Every year, anywhere from 65 to 80 per cent of all runners suffer an injury. No matter who you are, no matter how much you run, your odds of getting hurt are the same
At Stanford University, California, two sales representatives from Nike were watching the athletics team practise. Part of their job was to gather feedback from the company’s sponsored runners about which shoes they preferred.
Unfortunately, it was proving difficult that day as the runners all seemed to prefer… nothing.
‘Didn’t we send you enough shoes?’ they asked head coach Vin Lananna. They had, he was just refusing to use them.
‘I can’t prove this,’ the well-respected coach told them.
‘But I believe that when my runners train barefoot they run faster and suffer fewer injuries.’
Nike sponsored the Stanford team as they were the best of the very best. Needless to say, the reps were a little disturbed to hear that Lananna felt the best shoes they had to offer them were not as good as no shoes at all.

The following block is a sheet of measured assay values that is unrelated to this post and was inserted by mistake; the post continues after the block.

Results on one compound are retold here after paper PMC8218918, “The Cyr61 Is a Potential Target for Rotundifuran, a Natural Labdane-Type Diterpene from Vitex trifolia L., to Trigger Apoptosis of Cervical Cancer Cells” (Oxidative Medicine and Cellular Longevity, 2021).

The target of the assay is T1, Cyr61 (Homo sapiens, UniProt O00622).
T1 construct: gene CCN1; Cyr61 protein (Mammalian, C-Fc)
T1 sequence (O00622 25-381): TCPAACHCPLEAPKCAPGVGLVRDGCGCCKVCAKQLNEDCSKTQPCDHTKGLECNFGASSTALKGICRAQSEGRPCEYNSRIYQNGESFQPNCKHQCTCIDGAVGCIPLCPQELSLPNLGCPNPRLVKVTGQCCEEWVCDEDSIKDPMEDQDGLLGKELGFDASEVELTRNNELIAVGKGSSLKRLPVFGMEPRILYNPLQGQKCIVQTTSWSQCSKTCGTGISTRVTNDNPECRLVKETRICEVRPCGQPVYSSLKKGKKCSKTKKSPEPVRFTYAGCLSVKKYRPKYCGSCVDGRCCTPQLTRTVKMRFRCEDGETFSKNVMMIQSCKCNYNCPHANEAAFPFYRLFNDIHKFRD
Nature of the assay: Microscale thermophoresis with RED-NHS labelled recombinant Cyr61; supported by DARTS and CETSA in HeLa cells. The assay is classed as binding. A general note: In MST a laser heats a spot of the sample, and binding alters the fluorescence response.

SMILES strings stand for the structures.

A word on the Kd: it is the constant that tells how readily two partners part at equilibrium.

When I was told this anecdote it came as no surprise. I’d spent years struggling with a variety of running-related injuries, each time trading up to more expensive shoes, which seemed to make no difference. I’d lost count of the amount of money I’d handed over at shops and sports-injury clinics – eventually ending with advice from my doctor to give it up and ‘buy a bike’.
And I wasn’t on my own. Every year, anywhere from 65 to 80 per cent of all runners suffer an injury. No matter who you are, no matter how much you run, your odds of getting hurt are the same. It doesn’t matter if you’re male or female, fast or slow, pudgy or taut as a racehorse, your feet are still in the danger zone.
But why? How come Roger Bannister could charge out of his Oxford lab every day, pound around a hard cinder track in thin leather slippers, not only getting faster but never getting hurt, and set a record before lunch?